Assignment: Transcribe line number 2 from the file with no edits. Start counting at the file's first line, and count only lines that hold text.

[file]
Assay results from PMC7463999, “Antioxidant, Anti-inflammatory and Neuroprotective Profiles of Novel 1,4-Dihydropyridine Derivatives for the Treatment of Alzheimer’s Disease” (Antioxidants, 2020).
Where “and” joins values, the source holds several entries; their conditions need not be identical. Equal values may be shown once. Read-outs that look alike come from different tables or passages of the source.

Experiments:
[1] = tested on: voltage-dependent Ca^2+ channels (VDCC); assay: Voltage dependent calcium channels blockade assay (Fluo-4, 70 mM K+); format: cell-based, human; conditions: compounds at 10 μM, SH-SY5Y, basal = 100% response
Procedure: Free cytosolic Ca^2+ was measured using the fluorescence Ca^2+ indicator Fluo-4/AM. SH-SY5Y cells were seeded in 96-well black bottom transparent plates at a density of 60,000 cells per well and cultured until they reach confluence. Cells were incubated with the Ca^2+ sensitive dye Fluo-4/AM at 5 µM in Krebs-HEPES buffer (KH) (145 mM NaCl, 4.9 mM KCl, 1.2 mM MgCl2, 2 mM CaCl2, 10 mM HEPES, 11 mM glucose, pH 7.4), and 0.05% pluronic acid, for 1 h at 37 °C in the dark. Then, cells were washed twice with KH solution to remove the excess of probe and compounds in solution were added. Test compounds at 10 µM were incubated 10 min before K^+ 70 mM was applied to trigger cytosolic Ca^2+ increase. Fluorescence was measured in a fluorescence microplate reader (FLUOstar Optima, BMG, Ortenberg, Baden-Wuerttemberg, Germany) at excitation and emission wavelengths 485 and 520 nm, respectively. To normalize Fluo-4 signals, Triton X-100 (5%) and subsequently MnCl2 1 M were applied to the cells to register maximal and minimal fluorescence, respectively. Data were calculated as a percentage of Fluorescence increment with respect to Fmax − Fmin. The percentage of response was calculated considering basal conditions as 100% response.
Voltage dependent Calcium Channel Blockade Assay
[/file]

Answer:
Where “and” joins values, the source holds several entries; their conditions need not be identical. Equal values may be shown once. Read-outs that look alike come from different tables or passages of the source.